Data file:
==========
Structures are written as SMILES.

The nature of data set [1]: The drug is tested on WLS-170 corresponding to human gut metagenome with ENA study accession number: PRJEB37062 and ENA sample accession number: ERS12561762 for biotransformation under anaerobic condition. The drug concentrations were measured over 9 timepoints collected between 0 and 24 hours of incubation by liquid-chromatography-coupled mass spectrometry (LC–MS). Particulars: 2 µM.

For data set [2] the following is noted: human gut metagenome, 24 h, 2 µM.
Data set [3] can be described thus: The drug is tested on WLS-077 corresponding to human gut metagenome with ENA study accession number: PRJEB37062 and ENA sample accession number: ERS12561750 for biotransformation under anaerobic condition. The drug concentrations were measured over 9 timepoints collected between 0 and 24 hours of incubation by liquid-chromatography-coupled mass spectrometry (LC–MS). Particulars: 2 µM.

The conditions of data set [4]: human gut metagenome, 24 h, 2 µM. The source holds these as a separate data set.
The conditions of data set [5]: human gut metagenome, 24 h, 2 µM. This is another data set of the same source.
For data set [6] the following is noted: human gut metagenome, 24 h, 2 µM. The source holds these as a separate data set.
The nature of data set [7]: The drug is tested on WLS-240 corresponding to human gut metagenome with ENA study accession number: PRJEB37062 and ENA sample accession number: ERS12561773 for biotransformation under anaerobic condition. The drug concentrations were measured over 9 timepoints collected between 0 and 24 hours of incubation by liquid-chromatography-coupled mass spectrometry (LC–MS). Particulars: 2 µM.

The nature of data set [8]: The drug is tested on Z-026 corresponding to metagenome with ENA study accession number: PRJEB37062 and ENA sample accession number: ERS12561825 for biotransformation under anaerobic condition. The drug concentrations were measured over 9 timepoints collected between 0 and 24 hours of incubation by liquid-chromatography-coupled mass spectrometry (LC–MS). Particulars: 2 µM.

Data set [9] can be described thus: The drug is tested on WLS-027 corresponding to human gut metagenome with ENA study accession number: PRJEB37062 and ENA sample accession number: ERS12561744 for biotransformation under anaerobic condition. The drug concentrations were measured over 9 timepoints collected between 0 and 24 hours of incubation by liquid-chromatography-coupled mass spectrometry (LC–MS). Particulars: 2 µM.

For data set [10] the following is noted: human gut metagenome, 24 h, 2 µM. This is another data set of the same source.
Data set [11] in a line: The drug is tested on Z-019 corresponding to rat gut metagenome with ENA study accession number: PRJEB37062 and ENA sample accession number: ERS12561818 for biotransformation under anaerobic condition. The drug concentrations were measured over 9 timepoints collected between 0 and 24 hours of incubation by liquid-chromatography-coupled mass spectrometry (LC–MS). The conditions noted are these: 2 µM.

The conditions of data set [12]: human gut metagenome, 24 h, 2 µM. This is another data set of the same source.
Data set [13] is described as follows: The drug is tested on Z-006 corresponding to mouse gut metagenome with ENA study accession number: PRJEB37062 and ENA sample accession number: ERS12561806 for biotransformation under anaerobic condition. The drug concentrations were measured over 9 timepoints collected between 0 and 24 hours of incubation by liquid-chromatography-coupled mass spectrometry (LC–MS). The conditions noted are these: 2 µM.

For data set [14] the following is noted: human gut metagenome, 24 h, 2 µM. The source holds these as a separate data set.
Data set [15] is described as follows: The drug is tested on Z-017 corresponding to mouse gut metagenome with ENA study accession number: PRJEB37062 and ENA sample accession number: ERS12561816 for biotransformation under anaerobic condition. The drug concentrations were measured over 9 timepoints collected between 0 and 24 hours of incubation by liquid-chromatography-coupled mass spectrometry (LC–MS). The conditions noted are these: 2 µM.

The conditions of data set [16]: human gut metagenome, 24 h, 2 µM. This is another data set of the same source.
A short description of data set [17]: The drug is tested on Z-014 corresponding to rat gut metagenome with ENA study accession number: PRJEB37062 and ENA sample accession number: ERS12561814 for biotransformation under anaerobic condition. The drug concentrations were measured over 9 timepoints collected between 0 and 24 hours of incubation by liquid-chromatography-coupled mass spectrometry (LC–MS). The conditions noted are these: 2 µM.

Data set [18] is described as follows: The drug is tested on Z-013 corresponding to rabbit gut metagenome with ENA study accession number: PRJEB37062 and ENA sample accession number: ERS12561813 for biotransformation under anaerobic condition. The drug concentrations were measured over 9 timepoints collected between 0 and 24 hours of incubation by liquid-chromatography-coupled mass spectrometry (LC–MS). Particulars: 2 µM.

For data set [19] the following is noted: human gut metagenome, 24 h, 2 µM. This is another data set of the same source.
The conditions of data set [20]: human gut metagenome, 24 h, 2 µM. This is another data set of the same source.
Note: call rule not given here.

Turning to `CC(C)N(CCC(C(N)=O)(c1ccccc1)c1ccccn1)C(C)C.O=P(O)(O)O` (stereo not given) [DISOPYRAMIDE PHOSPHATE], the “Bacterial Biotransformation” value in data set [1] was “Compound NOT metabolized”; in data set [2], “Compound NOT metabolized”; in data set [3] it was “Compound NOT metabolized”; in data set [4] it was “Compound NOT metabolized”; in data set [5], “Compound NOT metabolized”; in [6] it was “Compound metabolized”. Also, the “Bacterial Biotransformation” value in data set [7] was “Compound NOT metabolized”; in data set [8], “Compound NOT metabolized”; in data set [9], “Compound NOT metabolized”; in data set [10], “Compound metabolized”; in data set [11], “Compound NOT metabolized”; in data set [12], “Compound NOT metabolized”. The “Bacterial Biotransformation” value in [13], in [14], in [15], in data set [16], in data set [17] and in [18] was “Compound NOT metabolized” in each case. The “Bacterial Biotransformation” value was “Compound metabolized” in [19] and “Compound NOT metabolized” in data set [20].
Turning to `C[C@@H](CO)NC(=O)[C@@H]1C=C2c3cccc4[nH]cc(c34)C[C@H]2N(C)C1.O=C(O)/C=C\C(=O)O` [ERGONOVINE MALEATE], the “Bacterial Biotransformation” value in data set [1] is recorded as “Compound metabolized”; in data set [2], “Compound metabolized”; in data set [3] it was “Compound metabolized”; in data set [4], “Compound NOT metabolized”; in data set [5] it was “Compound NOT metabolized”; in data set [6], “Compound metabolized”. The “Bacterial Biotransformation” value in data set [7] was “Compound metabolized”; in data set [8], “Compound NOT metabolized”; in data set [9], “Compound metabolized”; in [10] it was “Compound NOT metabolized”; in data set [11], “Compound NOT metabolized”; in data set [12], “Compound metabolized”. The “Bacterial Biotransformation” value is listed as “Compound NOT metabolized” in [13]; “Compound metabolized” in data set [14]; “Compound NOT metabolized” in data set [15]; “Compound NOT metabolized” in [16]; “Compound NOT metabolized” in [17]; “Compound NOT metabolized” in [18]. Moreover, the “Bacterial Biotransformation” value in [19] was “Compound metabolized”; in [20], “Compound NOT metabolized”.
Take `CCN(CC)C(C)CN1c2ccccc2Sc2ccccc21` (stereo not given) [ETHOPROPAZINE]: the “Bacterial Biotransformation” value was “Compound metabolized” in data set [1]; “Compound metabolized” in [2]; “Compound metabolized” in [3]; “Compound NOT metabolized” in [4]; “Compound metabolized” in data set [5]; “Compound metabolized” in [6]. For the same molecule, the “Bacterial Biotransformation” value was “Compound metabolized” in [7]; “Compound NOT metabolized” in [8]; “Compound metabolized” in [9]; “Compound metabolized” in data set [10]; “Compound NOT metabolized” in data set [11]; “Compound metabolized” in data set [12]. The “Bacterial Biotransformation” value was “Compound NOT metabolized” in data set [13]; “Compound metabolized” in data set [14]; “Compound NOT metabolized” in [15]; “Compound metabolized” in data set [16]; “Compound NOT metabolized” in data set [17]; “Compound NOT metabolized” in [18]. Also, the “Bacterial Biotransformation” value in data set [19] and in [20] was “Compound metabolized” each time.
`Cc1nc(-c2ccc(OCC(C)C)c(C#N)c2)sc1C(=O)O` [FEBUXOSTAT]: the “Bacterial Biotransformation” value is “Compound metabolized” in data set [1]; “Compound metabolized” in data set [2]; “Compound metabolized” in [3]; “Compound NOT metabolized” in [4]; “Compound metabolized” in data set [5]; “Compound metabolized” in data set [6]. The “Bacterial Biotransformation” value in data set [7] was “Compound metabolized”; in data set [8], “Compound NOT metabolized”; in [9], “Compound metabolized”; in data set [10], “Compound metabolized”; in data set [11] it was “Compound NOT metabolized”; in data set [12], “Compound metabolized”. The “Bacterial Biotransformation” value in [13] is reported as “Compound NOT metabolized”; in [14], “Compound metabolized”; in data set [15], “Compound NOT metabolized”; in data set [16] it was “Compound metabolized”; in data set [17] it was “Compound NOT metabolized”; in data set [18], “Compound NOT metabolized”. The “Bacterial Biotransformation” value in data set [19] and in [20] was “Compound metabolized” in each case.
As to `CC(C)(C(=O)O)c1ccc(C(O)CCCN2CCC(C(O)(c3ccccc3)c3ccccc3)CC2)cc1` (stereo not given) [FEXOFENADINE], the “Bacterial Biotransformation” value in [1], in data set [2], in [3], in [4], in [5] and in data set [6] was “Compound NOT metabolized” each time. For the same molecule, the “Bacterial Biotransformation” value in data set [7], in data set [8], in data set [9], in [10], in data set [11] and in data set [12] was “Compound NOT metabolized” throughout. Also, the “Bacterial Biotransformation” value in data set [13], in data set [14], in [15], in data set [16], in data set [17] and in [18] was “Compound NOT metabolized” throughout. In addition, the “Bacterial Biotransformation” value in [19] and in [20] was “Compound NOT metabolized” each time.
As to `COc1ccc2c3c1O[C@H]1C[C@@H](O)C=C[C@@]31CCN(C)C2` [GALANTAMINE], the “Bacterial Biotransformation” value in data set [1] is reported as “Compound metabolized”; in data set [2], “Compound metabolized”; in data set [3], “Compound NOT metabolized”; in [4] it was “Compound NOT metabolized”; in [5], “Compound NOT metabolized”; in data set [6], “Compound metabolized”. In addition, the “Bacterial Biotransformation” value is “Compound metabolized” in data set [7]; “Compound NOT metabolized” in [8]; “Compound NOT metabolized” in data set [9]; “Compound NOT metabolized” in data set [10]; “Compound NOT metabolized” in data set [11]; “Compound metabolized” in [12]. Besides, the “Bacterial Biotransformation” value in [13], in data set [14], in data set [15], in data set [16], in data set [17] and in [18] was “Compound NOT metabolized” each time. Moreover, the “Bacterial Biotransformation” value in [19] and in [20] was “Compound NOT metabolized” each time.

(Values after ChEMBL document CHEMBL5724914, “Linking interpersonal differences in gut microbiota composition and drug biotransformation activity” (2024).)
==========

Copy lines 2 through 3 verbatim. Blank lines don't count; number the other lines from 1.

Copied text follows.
The nature of data set [1]: The drug is tested on WLS-170 corresponding to human gut metagenome with ENA study accession number: PRJEB37062 and ENA sample accession number: ERS12561762 for biotransformation under anaerobic condition. The drug concentrations were measured over 9 timepoints collected between 0 and 24 hours of incubation by liquid-chromatography-coupled mass spectrometry (LC–MS). Particulars: 2 µM.

For data set [2] the following is noted: human gut metagenome, 24 h, 2 µM.